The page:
3. We have an alarm and a sign out front indicating we have a monitored alarm. We also have a dog that barks at anything that comes within 15 feet of the house (he scared off a would-be caser last week). But I think the most effective thing we do is knowing our neighbors and our neighbors know us. A burglary in our neighborhood was foiled a few months back because a neighbor saw someone at a house he knew didn’t belong there. When one of our neighbors goes out of town, we all know about it and keep an eye on their house. I feel safer knowing that my neighbors are vigilant and not afraid to report suspicious activity.

  4. I use
    Even though I have stickers saying I have a monitored alarm system, I was robbed. NextAlarm called the police and then called me.

    Inexpensive monitoring. Also, it can be managed over the internet in case you get to work and forgot to set the alarm.

    Since it’s a wireless system, you can easily install it yourself.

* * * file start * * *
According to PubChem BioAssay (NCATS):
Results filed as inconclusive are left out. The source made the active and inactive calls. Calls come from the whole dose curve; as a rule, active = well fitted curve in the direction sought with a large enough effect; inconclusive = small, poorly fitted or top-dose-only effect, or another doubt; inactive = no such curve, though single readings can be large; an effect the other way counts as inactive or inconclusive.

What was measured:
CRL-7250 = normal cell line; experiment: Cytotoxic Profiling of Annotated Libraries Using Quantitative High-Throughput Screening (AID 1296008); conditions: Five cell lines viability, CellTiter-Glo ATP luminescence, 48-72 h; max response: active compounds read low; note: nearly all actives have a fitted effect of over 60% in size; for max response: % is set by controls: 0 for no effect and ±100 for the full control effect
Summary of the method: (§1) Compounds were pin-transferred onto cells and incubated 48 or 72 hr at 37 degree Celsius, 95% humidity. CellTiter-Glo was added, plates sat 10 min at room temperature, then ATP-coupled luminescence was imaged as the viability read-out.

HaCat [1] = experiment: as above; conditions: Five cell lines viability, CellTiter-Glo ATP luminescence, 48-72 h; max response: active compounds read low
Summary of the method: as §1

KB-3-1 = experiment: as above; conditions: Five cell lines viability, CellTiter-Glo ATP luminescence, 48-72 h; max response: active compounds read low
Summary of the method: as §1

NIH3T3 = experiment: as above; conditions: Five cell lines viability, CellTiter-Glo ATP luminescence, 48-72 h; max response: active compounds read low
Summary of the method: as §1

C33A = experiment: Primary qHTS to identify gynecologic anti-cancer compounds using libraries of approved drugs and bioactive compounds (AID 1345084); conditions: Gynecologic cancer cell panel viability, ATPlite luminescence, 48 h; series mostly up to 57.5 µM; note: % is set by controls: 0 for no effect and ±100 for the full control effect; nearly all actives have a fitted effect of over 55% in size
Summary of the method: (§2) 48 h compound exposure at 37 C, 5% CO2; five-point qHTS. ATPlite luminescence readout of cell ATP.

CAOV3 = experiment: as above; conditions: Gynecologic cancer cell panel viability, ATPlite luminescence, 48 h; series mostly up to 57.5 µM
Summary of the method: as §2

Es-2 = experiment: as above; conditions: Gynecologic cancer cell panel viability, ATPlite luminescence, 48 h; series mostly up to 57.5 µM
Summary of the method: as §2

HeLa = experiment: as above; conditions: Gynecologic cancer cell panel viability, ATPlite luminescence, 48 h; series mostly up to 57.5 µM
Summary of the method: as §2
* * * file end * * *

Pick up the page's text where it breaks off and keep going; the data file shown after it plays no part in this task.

5. We were broken into in May. A large rock was thrown through the rear basement window, which also had an alarm system sticker.

    As best we can tell, once they entered they tripped the motion sensor and the alarm started going off. They must have left quickly since nothing was taken and it does not seem they made it upstairs. So, I think the alarm helped a lot here.

    The “monitored” aspect of the system provided only minor benefit, however. It took repeated calls by both the monitoring company and my wife before Seattle’s finest finally showed up, 2 hours after the alarm went off. I am glad I was notified of the break-in by phone, though, so that we did not have to discover it ourselves and worry whether someone was still in the house (or discover it after coming home from a long vacation.) I’m not sure whether the police would have ever shown up without our repeated calls to them. All that said, I’m glad that it’s monitored but it is not clear at all it is worth the cost (monthly monitoring fee + city tax).

  6. Our house was already wired for an alarm when we moved in. We are monitored by Burglar Stop which is fairly inexpensive at around $13/month. We luckily haven’t been broken into but I feel better knowing it is there. Most of the reason I like that it is monitored is because it also covers our smoke detectors and will call the fire department if there is a fire when we aren’t home. We have a motion detector light on the side of the house and the front light automatically turns on when it is dark so we never come home to a dark entry way.